Foreign travel advice

Grenada

Summary

There’s no British High Commission in Grenada. If you need consular assistance, contact the British High Commission in Barbados.

UK health authorities have classified Grenada as having a risk of Zika virus transmission. For more information and advice, visit the National Travel Health Network and Centre website.

Cases of Chikungunya virus have been confirmed in Grenada. You should take steps to avoid being bitten by mosquitoes.

The hurricane season in Grenada normally runs from June to November. 

Most visits to Grenada are trouble-free but there have been incidents of crime including armed robbery and sexual assault.

Although there’s no recent history of terrorism in Grenada, attacks can’t be ruled out.

Safety and security

Crime

Most visits are trouble-free, but there have been incidents of violent crime including armed robbery and sexual assault.

You should maintain at least the same level of personal security awareness as you would in the UK and make sure your accommodation is secure. This also applies if you are staying on a yacht. Be vigilant at all times. Take care when walking alone off the busy main roads and avoid isolated areas, including beaches, particularly after dark.

Only use licensed taxis and take particular care at late night street parties, especially during the festival season.
Don’t carry large amounts of cash or jewellery. If possible, leave valuables and travel documents in a safety deposit box or hotel safe. You should check that the hotel safe is securely fixed before using it to store your items.

Road travel

Driving is on the left. To drive on the island you must get a local temporary driving licence. The car hire companies will usually help with this. You must present a valid UK driving licence.

Take care when driving on the roads as there can be potholes and speed bumps. Observe the speed limits. You should take extra care on minor roads and in rural areas where there are narrow roads and blind corners. Pedestrians often walk on the roads and indicators are not always used.

Take extra care when driving at night as some roads are unlit. Road signs and hazards may not be easily visible.
Don’t stop if you’re flagged down by pedestrians. Keep car doors locked when driving.

In the event of an accident, call the police and don’t move the vehicle.

Taxis aren’t metered. Standard taxi fares exist for most destinations. Agree the fare in local currency with the driver before you set off. You can often pay in US dollars as well as EC dollars.

Public transport is available and cheaper rate. Minibuses drivers might drive above the speed limit.

Air travel

You can find a list of recent incidents and accidents on the website of the Aviation Safety network.

The FCO can’t offer advice on the safety of individual airlines. However, the International Air Transport Association publishes lists of registered airlines that have been audited and found to meet a number of operational safety standards and recommended practices – IATA Operational Safety Audit and IATA Standard Safety Assessment. These lists aren’t exhaustive and the absence of an airline from this list doesn’t necessarily mean that it’s unsafe.

The International Civil Aviation Organisation has carried out an audit of the level of implementation of the critical elements of safety oversight in Grenada.

Mustique Airways, which operates flights between Barbados, Grenada, Martinique, St Lucia and St Vincent and the Grenadines, has been placed on the EU Air Safety List by the European Commission due to safety deficiencies. You can find the full EU Air Safety List on the European Commission website. Refusal of permission to operate is often based on inspections of aircraft at EU airports. The fact that an airline isn’t included in the list doesn’t automatically mean that it meets the applicable safety standards.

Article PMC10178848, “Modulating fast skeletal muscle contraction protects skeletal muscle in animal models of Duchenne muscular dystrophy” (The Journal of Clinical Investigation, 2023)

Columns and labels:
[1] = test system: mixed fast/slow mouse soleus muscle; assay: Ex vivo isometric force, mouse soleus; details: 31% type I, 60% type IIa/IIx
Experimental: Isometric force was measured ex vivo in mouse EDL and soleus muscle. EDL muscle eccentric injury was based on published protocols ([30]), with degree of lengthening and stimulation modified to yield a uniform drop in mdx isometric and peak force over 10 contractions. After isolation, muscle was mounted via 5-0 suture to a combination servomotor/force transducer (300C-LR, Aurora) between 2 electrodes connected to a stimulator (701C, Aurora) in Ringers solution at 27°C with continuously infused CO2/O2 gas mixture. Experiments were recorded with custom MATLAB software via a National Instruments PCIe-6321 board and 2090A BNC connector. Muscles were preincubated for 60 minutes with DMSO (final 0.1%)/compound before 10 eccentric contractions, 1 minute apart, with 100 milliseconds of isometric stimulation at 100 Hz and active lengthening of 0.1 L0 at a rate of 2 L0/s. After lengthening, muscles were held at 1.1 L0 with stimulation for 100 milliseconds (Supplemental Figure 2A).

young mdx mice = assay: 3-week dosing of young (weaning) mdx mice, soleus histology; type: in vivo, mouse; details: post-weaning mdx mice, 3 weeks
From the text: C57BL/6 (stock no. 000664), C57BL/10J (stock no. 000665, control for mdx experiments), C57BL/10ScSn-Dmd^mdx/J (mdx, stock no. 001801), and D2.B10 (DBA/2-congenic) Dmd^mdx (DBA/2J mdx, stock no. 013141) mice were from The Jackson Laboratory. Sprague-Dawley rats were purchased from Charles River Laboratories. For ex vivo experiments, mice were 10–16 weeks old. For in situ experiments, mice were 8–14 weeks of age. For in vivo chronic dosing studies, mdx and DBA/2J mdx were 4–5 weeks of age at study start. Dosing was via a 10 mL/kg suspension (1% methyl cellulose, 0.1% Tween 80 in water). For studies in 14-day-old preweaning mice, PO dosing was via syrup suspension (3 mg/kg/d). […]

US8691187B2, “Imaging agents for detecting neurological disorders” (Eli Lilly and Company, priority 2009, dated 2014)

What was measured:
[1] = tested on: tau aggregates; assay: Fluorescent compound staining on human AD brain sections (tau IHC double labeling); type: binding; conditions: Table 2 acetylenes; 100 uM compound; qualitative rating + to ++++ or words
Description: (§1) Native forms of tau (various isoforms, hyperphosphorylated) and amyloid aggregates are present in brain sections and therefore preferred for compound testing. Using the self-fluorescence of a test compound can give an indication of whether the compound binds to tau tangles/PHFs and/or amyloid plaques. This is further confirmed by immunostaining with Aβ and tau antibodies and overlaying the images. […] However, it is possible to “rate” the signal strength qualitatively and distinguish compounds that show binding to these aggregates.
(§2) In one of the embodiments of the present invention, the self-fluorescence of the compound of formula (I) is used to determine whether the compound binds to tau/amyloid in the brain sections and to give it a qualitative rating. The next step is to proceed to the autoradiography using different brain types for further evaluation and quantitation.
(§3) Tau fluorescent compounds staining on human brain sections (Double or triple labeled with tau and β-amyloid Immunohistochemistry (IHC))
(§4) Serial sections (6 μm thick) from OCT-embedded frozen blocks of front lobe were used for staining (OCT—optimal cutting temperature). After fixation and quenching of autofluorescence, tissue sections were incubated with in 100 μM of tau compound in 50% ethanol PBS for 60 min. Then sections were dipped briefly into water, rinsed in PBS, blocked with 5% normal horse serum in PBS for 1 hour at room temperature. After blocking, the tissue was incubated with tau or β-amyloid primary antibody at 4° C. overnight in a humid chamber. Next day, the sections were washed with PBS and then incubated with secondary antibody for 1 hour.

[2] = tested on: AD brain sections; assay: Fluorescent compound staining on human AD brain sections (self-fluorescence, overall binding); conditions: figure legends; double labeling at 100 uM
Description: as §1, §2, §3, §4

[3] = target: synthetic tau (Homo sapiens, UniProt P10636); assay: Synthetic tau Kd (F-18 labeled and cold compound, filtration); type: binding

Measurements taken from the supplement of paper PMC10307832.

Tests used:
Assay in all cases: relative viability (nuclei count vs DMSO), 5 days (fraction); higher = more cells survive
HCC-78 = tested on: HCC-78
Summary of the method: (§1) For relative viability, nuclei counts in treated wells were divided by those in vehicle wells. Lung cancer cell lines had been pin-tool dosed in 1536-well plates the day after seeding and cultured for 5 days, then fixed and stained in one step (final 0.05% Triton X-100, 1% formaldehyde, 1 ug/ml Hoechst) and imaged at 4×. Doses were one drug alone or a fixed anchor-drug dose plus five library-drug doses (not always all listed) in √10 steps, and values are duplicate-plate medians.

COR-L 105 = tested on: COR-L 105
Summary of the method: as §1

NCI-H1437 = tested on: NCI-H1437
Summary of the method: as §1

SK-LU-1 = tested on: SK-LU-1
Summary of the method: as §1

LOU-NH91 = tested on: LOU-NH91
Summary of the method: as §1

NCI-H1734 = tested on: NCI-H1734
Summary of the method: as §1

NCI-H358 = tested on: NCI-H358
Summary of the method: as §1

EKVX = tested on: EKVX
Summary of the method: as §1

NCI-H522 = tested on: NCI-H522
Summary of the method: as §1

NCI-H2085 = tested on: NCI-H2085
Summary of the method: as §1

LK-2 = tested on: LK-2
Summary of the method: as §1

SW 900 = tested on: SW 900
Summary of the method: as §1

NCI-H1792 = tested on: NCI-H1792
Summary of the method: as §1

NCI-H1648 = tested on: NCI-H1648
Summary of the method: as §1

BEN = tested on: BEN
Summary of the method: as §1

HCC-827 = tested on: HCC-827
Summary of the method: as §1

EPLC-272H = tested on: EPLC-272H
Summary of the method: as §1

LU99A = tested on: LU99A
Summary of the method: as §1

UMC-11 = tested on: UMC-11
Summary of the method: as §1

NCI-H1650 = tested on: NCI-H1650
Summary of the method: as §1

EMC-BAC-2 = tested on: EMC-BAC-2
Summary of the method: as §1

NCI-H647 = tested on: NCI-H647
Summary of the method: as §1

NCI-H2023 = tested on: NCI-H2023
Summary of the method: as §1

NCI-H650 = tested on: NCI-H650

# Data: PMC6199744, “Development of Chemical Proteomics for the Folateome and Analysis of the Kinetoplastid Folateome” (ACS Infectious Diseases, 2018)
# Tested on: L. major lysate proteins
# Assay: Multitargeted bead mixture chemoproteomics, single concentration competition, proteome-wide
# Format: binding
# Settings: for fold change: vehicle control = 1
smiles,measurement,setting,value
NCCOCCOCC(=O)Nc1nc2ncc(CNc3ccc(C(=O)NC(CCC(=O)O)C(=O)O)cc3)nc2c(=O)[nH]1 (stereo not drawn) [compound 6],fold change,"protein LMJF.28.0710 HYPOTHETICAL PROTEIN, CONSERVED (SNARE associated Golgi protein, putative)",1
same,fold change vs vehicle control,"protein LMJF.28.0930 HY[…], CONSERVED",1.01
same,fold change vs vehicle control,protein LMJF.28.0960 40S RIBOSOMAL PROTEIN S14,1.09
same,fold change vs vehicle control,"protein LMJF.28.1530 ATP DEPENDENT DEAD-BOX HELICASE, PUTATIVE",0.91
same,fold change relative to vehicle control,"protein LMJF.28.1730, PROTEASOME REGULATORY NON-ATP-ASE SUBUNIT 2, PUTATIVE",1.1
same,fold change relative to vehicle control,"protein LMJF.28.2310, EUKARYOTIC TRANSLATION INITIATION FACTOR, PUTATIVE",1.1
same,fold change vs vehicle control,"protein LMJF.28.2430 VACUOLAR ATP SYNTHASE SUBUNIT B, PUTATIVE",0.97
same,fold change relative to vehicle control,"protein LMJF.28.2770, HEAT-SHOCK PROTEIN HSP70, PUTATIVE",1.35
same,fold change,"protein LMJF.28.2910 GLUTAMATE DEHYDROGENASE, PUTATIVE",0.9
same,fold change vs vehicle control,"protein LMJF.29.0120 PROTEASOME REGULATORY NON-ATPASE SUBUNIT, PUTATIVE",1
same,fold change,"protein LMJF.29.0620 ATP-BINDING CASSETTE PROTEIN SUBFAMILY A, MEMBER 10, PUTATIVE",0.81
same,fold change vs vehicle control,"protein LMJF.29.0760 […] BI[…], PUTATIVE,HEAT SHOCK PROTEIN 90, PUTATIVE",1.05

Swimming

Take great care at all times when swimming as currents can be deceptively strong and not all beaches have lifeguards and/or warning flags. You should monitor all beaches carefully and obey any local warnings.

Terrorism

Although there’s no recent history of terrorism in Grenada, attacks can’t be ruled out.

There’s a heightened threat of terrorist attack globally against UK interests and British nationals, from groups or individuals motivated by the conflict in Iraq and Syria. You should be vigilant at this time.

Find out more about the global threat from terrorism, how to minimise your risk and what to do in the event of a terrorist attack.

Entry requirements

The information on this page covers the most common types of travel and reflects the UK government’s understanding of the rules currently in place. Unless otherwise stated, this information is for travellers using a full ‘British Citizen’ passport.

The authorities in the country or territory you’re travelling to are responsible for setting and enforcing the rules for entry. If you’re unclear about any aspect of the entry requirements, or you need further reassurance, you’ll need to contact the embassy, high commission or consulate of the country or territory you’re travelling to.

You should also consider checking with your transport provider or travel company to make sure your passport and other travel documents meet their requirements.

Entry requirements may change from time to time. You should check with the Grenada High Commission in London before you travel.

Visas

British passport holders don’t need a visa to visit Grenada.
On entry, you’ll be granted a specified period to stay. If you wish to stay longer, you must apply for an extension of stay through the Grenada Immigration Department.

It’s an offence to overstay the entry period or to work without a work permit.

Passport validity

Your passport should be valid for a minimum period of 6 months from the date of entry into Grenada.

UK Emergency Travel Documents

UK Emergency Travel Documents are accepted for entry, airside transit and exit from Grenada.

Yellow fever certificate requirements